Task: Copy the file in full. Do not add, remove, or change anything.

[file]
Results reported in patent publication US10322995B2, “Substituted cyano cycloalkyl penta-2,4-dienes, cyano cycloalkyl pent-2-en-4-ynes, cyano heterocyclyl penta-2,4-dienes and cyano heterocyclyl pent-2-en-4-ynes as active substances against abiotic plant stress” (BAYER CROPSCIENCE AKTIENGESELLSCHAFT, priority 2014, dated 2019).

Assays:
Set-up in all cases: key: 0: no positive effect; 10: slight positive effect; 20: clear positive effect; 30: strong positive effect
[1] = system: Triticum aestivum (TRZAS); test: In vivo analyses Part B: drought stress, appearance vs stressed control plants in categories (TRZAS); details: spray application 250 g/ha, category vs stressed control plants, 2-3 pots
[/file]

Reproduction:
Results reported in patent publication US10322995B2, “Substituted cyano cycloalkyl penta-2,4-dienes, cyano cycloalkyl pent-2-en-4-ynes, cyano heterocyclyl penta-2,4-dienes and cyano heterocyclyl pent-2-en-4-ynes as active substances against abiotic plant stress” (BAYER CROPSCIENCE AKTIENGESELLSCHAFT, priority 2014, dated 2019).

Assays:
Set-up in all cases: key: 0: no positive effect; 10: slight positive effect; 20: clear positive effect; 30: strong positive effect
[1] = system: Triticum aestivum (TRZAS); test: In vivo analyses Part B: drought stress, appearance vs stressed control plants in categories (TRZAS); details: spray application 250 g/ha, category vs stressed control plants, 2-3 pots